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Packaging Primer – What Cannabis Companies Need to Know

Julie Saltzman
Written by Julie Saltzman

With the constantly changing legislation surrounding the packaging of legalized recreational and medical marijuana, especially in California where the regulations remain in flux as numerous agencies continue to work on a blueprint prior to the January 1st, 2018 go live date for retail sales, it is important for producers, processors and retailers to stay informed.

Any player in the cannabis space can benefit from understanding basic packaging terminology to help them make informed choices about how to package their products.

Here is a list of some important terms that are important to understand about glass and plastic packaging for flower, edibles, concentrates, beverages, oils and a variety of other cannabis products.


Capacity

The amount of space provided inside a container for a given amount of product.

 

Closure

A devise used to seal off the opening of the bottle to prevent the loss of its contents.

 

Color Concentrate

A measured amount of dye or pigment incorporated into a predetermined amount of plastic. This pigmented or colored plastic is then mixed into larger quantities of plastic material used for molding. The “concentrate” is added to the bulk of plastic in measured quantity in order to produce a precise, predetermined color of the molded containers.

 

Continuous Thread

An uninterrupted protruding helix on the neck of a container used to hold a screw-type closure.

 

Fill Point

The level to which a container must be filled to furnish a designated quantity of the contents.

 

Finish

The specifically shaped formation surrounding the container opening which will eventually accept a closure.


“H” Dimension

The height of the bottle finish measured from the sealing surface, in a line parallel to the axis of the finish and tangent to the threads on the finish, down to a point where the line intersects the body (shoulder) of the container. The inside height of the closure measured from the bottom of the closure, in a line tangent to the threads of the closure and terminating at the inside, top of closure.

 

HDPE

An abbreviation for High Density Polyethylene.

 

I” Dimension

A specified minimum diameter inside the bottle neck. A minimum diameter is specified to allow sufficient clearance for filling tubes to enter the bottle neck easily.


“L” Dimension

The vertical distance from the sealing surface to the top part of neck bead, i.e., where the uppermost part of the bead intersects the container neck.

 

Lug

(1) A type of thread configuration designed so the thread segments are disposed equidistantly around a bottle neck (finish). The closure has matching portions that engage each of the thread segments

(2) A small indentation or raised portion on the surface of a container. The lug provides a means of indexing the container for operations such as multi-color decoration or labeling.

 

Neck

The part of a container where the shoulder cross section area decreases to form the finish.


Offset Printing

A printing technique in which ink is transferred from a reservoir to a printing plate. For the ink printing plate, the image is printed on a cylindrical rubber roll (blanket) and then to the object to be printed.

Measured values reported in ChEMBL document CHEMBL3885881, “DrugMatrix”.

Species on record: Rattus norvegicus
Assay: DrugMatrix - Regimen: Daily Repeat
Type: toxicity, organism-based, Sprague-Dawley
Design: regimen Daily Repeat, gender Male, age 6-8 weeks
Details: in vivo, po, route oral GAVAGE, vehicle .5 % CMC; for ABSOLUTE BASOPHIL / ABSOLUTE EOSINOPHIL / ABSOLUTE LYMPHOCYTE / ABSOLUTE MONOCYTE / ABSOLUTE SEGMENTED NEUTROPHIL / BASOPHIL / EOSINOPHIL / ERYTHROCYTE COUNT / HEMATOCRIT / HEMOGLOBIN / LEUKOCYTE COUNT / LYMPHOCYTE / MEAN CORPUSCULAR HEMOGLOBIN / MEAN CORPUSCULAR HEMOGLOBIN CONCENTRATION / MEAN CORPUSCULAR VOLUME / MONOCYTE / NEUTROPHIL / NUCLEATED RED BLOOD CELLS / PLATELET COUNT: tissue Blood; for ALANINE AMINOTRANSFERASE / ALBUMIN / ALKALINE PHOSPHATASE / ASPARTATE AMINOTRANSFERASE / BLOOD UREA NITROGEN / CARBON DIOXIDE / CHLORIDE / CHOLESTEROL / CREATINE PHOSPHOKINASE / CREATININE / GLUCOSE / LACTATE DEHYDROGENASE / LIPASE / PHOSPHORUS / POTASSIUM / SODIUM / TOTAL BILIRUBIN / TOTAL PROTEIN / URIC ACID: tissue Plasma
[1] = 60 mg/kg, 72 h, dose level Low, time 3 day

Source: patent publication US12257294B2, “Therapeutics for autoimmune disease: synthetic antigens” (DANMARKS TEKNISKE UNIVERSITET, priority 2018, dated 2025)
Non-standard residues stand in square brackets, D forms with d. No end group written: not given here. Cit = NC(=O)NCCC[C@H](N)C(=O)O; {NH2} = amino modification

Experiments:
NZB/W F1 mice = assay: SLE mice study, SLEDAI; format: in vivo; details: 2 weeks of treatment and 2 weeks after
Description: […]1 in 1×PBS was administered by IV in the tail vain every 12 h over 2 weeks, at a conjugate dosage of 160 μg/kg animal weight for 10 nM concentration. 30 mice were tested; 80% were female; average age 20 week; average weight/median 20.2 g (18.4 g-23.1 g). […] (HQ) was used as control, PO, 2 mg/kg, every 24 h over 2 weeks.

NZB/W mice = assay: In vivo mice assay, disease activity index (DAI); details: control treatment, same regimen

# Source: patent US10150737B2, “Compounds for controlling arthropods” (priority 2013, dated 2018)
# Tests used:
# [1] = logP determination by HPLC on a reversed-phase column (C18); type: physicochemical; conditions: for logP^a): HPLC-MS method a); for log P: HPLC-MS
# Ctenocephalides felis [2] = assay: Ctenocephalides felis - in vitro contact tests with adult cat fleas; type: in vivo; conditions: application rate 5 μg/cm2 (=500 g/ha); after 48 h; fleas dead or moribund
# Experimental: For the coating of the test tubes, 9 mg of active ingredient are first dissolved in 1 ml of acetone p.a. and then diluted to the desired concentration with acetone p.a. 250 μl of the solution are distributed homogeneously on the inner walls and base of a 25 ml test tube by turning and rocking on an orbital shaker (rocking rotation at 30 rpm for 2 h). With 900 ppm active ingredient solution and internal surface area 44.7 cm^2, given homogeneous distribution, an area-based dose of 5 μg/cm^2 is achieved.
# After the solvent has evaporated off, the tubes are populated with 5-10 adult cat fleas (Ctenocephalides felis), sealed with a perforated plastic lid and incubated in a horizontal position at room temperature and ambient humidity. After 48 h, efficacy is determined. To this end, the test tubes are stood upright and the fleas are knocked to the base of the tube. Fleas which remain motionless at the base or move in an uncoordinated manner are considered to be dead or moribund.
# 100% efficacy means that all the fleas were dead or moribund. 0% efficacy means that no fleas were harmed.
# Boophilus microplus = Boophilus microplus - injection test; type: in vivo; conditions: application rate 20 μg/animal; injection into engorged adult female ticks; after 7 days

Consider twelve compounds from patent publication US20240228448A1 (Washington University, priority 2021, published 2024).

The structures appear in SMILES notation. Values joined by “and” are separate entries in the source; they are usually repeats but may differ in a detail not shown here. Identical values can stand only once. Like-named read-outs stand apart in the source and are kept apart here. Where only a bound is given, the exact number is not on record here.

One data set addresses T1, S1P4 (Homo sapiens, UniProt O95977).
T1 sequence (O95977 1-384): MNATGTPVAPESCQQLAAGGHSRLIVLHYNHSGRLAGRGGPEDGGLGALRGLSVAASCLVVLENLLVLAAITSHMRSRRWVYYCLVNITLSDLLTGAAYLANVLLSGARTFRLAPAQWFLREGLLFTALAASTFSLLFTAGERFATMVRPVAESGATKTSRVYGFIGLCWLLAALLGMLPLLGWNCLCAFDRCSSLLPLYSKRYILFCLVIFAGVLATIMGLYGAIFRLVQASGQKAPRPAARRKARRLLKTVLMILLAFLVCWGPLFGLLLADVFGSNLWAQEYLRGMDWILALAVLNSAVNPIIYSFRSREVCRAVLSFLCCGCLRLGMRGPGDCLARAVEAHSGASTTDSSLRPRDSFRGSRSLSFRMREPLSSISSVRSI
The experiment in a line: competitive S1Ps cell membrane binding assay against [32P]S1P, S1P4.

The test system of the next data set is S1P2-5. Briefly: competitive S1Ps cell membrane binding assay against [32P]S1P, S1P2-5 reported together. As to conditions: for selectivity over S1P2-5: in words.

Opaque

A term describing a material or substance which will not transmit light.


Overflow Capacity

The capacity to the top of the finish or to the point of overflow.


Paneling

Distortion, side wall collapse of a container occurring during aging or storage. Paneling is caused by the development of a reduced pressure inside the bottle.

 

PET (Polyethylene Terephthalate)

Known as thermoplastic polyester. PET has the unusual ability to exist in either an amorphous or highly crystalline state. The crystalline state is necessary for extruding the material. The amorphous state permits it to be oriented

 

Polypropylene

A tough, light-weight rigid plastic made by the polymerization of high-purity propylene gas in the presence of an organometallic catalyst at relatively low pressures and temperatures.

 

Resin

Any class of solid or semi-solid organic products of natural or synthetic origin, generally of high molecular weight, with no definite melting point. Most resins are Polymers.


“S” Dimension

Locates the position of the bottle thread with respect to the sealing surface. The “S” dimension is the vertical distance from the sealing surface to the intersection of the finish wall and the top part of the first part of bottle thread where full depth contour exists.

 

Screen Printing (ACL)

A printing technique involving the passage of printing medium, such as ink, through a web or fabric, which has been stretched on a frame, to which a refined form of stencil has been applied. The stencil openings determine the form and dimensions of the imprint thus produced.

 

Shoulder

The portion of a glass container in which the maximum cross section or body area decreases to join the neck of the container.

 

Volume

Referred to as “Displacement” and also as “Capacity.”

(1) The amount of water displaced by a model of a container. Volume is used to estimate its capacity.

(2) The amount of product a container is designed to hold, i.e., up to the fill point of the bottle.

As the world’s only Hybrid Packaging Supplier, Berlin Packaging provides packaging solutions for cannabis companies, along with warehousing, design, financing, and consulting services offered at no charge.

 


Julie Saltzman
Director of Marketing
Berlin Packaging

A: 525 W. Monroe Street, Chicago, IL 60661 USA
E: Julie.Saltzman@BerlinPackaging.com
O: +1.312.869.7554 | M: +1.312.607.6642 | F: +1.312.610.5860
LinkedIn: Berlin Packaging | Twitter: @BerlinPackaging

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Julie Saltzman

Julie Saltzman

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